Dave Pearce's first album in 15 years consists of processed electric guitar performances recorded at home, live to tape and CD-R. Textures abound, sometimes jarring or noisy, but more often sedate and beautiful. It's a trippy listen, and I wanted to know more about how he recorded this album. 

Is Instrumentals culled from live performances?

Not live on stage. But yes, everything was played through, almost always in one pass, whether the first track put down, or an overdub. Most tracks are fully improvised, including a couple of things that may seem pre-written. In some places there is some editing, although, as far as I remember, I only edited after final mixes of a track, rather than edit while working on a track. That may seem strange, but some of the tracks on the record were created in the mix. I find it easier to assess things when a decent mix has been done, rather than during the actual recording/making process. These edits were to remove what I realised was unnecessary repetition, rather than mistakes. The first track on the record is two guitars, but the tape is running backwards and slowed down. The repeating, almost electronica-type sound running through track 14 is me playing a riff over and over, but the tape was then played backwards. 

What is your recording equipment? 

Some of the tracks on the earlier records were done in a more sophisticated way. For Instrumentals I used a Yamaha MT8X 8-track cassette recorder mixed to an Aiwa AD-S950 cassette player onto metal tapes. Effects units were Alesis MicroVerb 4 digital reverb unit, as well as my guitar pedals. I always thought the sound on the Yamaha cassette 8-track was unbelievably good. Those '90s cassette 4- and 8-tracks sounded fine to me; it's a shame they were suddenly rendered obsolete. I liked the slightly thicker sound than what you'd get in a studio. In fact it was extremely handy for guitars! Those '90s Aiwa AD-S950s were three-head cassette players. I had two of them and you could do really good edits with them, without the traditional small gap in the sound you'd get from most two head players, once you got used to the timing. While I was slowly, and occasionally, recording I'd compile favourite mixes here and there onto CD-R, and maybe even occasionally mix to CD-R. It was never about strictly keeping to an analogue sound.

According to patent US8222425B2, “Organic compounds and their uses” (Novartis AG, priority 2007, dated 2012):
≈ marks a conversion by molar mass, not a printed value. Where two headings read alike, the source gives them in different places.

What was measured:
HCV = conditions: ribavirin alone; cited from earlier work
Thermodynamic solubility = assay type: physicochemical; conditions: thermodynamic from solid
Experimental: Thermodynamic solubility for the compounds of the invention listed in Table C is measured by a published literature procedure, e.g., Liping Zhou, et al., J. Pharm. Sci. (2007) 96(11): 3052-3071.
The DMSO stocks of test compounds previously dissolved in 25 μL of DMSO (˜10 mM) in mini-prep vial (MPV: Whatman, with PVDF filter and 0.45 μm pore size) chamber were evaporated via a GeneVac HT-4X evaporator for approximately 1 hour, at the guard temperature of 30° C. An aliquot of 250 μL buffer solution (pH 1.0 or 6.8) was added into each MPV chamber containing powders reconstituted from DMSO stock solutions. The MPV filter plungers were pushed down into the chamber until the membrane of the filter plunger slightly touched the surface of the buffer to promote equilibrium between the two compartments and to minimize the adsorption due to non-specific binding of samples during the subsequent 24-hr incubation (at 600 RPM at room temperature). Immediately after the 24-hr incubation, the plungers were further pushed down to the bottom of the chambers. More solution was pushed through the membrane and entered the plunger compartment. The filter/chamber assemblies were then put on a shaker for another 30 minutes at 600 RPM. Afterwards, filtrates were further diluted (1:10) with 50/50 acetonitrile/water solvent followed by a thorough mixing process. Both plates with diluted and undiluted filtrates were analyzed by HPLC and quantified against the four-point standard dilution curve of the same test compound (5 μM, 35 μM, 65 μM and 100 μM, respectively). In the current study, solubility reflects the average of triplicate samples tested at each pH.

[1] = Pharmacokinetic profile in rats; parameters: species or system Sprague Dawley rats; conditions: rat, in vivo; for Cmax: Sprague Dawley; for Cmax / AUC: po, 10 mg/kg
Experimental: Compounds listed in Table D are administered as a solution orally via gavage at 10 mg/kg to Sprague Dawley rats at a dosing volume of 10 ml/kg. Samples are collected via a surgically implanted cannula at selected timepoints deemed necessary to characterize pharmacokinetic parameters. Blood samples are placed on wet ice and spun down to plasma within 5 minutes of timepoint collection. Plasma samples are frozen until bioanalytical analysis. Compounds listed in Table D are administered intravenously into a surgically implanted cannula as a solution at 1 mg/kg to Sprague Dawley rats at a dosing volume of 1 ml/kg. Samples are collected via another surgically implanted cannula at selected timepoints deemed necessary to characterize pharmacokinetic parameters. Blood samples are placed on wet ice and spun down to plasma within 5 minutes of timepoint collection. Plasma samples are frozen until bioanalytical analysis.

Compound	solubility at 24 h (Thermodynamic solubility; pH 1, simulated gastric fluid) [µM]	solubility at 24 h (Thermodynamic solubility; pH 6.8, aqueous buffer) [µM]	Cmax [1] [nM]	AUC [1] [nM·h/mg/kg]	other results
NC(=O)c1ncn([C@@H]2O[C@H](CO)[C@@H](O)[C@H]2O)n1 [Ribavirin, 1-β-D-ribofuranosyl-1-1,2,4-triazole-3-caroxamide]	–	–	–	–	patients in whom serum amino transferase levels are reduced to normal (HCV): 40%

Where do you record? 

At home. This record was culled from the last 12 years during which there were long, long periods where I wasn't working on music at all, so home would have been various small flats (i.e., pretty much the only room!), or the spare room at my Dad's house. The important thing is that I managed to set my hi-fi up pretty successfully in all these places. When I record, I run the equipment through the hi-fi. Unless absolutely necessary for an overdub, I don't use headphones. I'm working to the sound through speakers that my ears have become "tuned to" over time from general listening of records, CDs, and whatnot. If nothing else, this gives me a feeling of being "grounded" somehow. I directly inject the guitar most of the time, so the sound of the electric guitar (and pedals) is coming out of the hi-fi speakers. I'm playing to that, and then adjusting the sound and mixes. 

What types of guitar effects do you use? 

A Boss DS-1 distortion foot pedal, a Boss DD-3 digital delay, and sometimes the Alesis MicroVerb 4. I don't think I've ever used all three in sequence, so it's probably guitar to distortion to digital delay as a rule, then directly injected. Directly injecting obviously gets a very different sound than that you get through those pedals running into an amp and then recording by mic'ing the amp (I've certainly used that in the past, but just not on this record as it turns out). I might be using a slide, screwdriver, jumper sleeve, or hacksaw on the guitar. And I might then mess with the recorded sound; slowing it down or running it backwards. I also use the two pedals or MicroVerb as effects when doing the mixing. There's a lot of stereo reverb use in the mixing on this record. One thing I like about the MicroVerb is the high frequency tones it sometimes generates that sound like a touch of feedback, or a separate instrument occasionally, there's some of that going on with this one. A lot of the sound you're ultimately hearing is coming from the outboard effects in the mixing. 

How do you manipulate guitar volume swells? 

From the playing (or pressure used with the screwdriver or whatever). Some swells could be made artificially with level in the mixing. The swell sound at the end of tracks 9 and 15 was done with the volume knob on the guitar as I was playing. A somewhat random and arbitrary process! 

Tape Op is a bi-monthly magazine devoted to the art of record making.

Or Learn More